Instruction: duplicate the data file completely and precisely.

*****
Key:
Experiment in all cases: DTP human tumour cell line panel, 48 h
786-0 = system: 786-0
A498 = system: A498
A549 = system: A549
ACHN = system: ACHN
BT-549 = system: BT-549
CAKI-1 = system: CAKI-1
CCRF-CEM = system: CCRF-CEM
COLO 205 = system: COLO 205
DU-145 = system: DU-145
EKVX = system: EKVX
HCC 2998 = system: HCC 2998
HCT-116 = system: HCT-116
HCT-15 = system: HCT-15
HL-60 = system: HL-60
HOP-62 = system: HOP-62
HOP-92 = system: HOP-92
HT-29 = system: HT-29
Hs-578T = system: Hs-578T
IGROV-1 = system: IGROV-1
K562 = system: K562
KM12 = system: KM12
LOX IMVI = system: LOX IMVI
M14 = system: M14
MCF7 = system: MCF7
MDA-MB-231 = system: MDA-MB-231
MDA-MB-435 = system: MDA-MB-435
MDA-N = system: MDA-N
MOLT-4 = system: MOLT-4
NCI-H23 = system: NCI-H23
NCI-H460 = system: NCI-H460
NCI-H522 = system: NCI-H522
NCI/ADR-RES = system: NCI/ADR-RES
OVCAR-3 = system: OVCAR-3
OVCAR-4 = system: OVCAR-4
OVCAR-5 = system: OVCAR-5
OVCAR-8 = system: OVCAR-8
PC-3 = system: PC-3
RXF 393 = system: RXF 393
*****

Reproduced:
Key:
Experiment in all cases: DTP human tumour cell line panel, 48 h
786-0 = system: 786-0
A498 = system: A498
A549 = system: A549
ACHN = system: ACHN
BT-549 = system: BT-549
CAKI-1 = system: CAKI-1
CCRF-CEM = system: CCRF-CEM
COLO 205 = system: COLO 205
DU-145 = system: DU-145
EKVX = system: EKVX
HCC 2998 = system: HCC 2998
HCT-116 = system: HCT-116
HCT-15 = system: HCT-15
HL-60 = system: HL-60
HOP-62 = system: HOP-62
HOP-92 = system: HOP-92
HT-29 = system: HT-29
Hs-578T = system: Hs-578T
IGROV-1 = system: IGROV-1
K562 = system: K562
KM12 = system: KM12
LOX IMVI = system: LOX IMVI
M14 = system: M14
MCF7 = system: MCF7
MDA-MB-231 = system: MDA-MB-231
MDA-MB-435 = system: MDA-MB-435
MDA-N = system: MDA-N
MOLT-4 = system: MOLT-4
NCI-H23 = system: NCI-H23
NCI-H460 = system: NCI-H460
NCI-H522 = system: NCI-H522
NCI/ADR-RES = system: NCI/ADR-RES
OVCAR-3 = system: OVCAR-3
OVCAR-4 = system: OVCAR-4
OVCAR-5 = system: OVCAR-5
OVCAR-8 = system: OVCAR-8
PC-3 = system: PC-3
RXF 393 = system: RXF 393